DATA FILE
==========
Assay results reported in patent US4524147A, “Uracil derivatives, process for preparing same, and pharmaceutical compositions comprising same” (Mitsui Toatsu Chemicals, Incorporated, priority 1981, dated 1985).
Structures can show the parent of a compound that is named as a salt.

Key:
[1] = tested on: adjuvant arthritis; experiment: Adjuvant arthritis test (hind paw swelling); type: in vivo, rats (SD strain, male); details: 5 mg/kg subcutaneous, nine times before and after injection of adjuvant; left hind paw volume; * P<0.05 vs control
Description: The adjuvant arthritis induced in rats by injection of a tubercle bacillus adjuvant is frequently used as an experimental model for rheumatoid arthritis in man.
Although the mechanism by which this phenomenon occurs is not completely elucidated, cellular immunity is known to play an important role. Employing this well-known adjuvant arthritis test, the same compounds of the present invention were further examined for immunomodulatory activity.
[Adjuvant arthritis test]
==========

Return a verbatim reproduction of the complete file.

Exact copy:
Assay results reported in patent US4524147A, “Uracil derivatives, process for preparing same, and pharmaceutical compositions comprising same” (Mitsui Toatsu Chemicals, Incorporated, priority 1981, dated 1985).
Structures can show the parent of a compound that is named as a salt.

Key:
[1] = tested on: adjuvant arthritis; experiment: Adjuvant arthritis test (hind paw swelling); type: in vivo, rats (SD strain, male); details: 5 mg/kg subcutaneous, nine times before and after injection of adjuvant; left hind paw volume; * P<0.05 vs control
Description: The adjuvant arthritis induced in rats by injection of a tubercle bacillus adjuvant is frequently used as an experimental model for rheumatoid arthritis in man.
Although the mechanism by which this phenomenon occurs is not completely elucidated, cellular immunity is known to play an important role. Employing this well-known adjuvant arthritis test, the same compounds of the present invention were further examined for immunomodulatory activity.
[Adjuvant arthritis test]